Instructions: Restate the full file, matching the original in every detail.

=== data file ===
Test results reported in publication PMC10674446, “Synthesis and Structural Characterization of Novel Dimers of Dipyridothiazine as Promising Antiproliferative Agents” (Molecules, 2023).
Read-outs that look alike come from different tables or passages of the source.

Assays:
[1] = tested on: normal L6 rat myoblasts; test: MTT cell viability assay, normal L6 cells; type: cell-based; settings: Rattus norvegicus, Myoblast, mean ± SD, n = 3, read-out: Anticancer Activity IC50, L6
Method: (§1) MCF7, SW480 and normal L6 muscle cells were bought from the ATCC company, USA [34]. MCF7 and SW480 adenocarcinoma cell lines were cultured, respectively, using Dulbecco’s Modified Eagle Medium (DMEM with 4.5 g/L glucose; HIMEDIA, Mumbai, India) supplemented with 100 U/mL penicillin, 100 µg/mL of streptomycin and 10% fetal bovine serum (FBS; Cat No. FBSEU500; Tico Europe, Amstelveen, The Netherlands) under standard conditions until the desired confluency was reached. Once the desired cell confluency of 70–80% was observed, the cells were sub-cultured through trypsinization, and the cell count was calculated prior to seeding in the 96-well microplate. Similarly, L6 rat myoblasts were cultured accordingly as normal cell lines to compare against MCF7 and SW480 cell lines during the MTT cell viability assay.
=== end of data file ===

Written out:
Test results reported in publication PMC10674446, “Synthesis and Structural Characterization of Novel Dimers of Dipyridothiazine as Promising Antiproliferative Agents” (Molecules, 2023).
Read-outs that look alike come from different tables or passages of the source.

Assays:
[1] = tested on: normal L6 rat myoblasts; test: MTT cell viability assay, normal L6 cells; type: cell-based; settings: Rattus norvegicus, Myoblast, mean ± SD, n = 3, read-out: Anticancer Activity IC50, L6
Method: (§1) MCF7, SW480 and normal L6 muscle cells were bought from the ATCC company, USA [34]. MCF7 and SW480 adenocarcinoma cell lines were cultured, respectively, using Dulbecco’s Modified Eagle Medium (DMEM with 4.5 g/L glucose; HIMEDIA, Mumbai, India) supplemented with 100 U/mL penicillin, 100 µg/mL of streptomycin and 10% fetal bovine serum (FBS; Cat No. FBSEU500; Tico Europe, Amstelveen, The Netherlands) under standard conditions until the desired confluency was reached. Once the desired cell confluency of 70–80% was observed, the cells were sub-cultured through trypsinization, and the cell count was calculated prior to seeding in the 96-well microplate. Similarly, L6 rat myoblasts were cultured accordingly as normal cell lines to compare against MCF7 and SW480 cell lines during the MTT cell viability assay.